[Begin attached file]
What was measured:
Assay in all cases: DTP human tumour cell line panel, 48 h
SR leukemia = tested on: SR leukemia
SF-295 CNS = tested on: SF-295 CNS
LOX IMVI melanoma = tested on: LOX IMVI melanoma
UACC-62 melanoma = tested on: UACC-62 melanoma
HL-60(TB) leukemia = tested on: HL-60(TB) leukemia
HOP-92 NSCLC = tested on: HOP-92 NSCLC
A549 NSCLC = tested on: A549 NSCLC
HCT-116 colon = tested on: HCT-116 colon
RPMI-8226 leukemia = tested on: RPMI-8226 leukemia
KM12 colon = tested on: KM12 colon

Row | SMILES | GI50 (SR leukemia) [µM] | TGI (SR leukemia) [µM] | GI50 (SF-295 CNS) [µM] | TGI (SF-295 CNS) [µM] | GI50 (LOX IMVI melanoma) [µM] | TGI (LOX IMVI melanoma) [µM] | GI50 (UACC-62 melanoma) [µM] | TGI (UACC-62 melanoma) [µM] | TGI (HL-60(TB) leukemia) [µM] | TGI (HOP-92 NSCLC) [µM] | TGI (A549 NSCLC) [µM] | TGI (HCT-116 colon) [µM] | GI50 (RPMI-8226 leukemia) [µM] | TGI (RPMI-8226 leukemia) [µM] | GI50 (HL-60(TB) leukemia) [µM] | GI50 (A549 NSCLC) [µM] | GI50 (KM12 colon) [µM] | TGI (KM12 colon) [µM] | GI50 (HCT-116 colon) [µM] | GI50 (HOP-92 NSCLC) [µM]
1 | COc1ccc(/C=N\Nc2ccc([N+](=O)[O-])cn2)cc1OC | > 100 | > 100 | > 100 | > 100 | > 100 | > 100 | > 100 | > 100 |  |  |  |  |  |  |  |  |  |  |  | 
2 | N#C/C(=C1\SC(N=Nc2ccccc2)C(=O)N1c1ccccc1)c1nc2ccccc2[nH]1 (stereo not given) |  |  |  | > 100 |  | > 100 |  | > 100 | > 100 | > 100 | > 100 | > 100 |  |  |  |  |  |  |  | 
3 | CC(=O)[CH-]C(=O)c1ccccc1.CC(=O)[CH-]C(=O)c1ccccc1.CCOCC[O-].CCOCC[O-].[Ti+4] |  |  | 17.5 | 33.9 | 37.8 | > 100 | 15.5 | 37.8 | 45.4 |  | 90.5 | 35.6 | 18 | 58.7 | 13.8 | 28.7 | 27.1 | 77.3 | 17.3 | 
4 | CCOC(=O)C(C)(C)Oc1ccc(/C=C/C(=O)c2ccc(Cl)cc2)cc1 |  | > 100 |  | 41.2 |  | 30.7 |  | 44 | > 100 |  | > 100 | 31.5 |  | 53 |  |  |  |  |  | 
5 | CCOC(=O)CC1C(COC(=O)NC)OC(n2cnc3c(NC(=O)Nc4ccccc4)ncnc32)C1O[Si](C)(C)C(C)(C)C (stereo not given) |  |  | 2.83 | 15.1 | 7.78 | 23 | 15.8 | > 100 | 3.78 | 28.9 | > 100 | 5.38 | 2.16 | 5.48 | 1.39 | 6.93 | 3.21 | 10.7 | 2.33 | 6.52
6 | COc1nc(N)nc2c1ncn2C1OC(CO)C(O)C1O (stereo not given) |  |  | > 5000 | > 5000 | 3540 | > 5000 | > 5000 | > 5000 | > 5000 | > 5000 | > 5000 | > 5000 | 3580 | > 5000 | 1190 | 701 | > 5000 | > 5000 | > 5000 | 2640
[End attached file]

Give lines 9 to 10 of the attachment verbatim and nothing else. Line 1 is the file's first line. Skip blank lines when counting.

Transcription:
A549 NSCLC = tested on: A549 NSCLC
HCT-116 colon = tested on: HCT-116 colon